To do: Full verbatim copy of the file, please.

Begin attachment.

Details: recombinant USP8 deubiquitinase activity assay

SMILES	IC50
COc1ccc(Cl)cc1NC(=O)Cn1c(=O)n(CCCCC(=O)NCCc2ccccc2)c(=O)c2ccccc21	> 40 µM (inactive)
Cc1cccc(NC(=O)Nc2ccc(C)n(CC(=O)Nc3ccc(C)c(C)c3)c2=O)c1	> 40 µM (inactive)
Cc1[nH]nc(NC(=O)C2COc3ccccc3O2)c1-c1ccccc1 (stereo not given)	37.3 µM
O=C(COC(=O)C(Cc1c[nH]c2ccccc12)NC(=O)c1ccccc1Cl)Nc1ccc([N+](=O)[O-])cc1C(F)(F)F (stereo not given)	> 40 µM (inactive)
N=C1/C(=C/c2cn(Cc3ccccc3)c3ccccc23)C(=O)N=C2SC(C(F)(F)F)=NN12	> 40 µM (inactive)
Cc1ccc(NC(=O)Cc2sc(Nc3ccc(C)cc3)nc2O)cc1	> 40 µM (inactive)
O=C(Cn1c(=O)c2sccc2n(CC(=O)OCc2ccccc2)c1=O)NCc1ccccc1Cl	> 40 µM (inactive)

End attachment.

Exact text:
Details: recombinant USP8 deubiquitinase activity assay

SMILES	IC50
COc1ccc(Cl)cc1NC(=O)Cn1c(=O)n(CCCCC(=O)NCCc2ccccc2)c(=O)c2ccccc21	> 40 µM (inactive)
Cc1cccc(NC(=O)Nc2ccc(C)n(CC(=O)Nc3ccc(C)c(C)c3)c2=O)c1	> 40 µM (inactive)
Cc1[nH]nc(NC(=O)C2COc3ccccc3O2)c1-c1ccccc1 (stereo not given)	37.3 µM
O=C(COC(=O)C(Cc1c[nH]c2ccccc12)NC(=O)c1ccccc1Cl)Nc1ccc([N+](=O)[O-])cc1C(F)(F)F (stereo not given)	> 40 µM (inactive)
N=C1/C(=C/c2cn(Cc3ccccc3)c3ccccc23)C(=O)N=C2SC(C(F)(F)F)=NN12	> 40 µM (inactive)
Cc1ccc(NC(=O)Cc2sc(Nc3ccc(C)cc3)nc2O)cc1	> 40 µM (inactive)
O=C(Cn1c(=O)c2sccc2n(CC(=O)OCc2ccccc2)c1=O)NCc1ccccc1Cl	> 40 µM (inactive)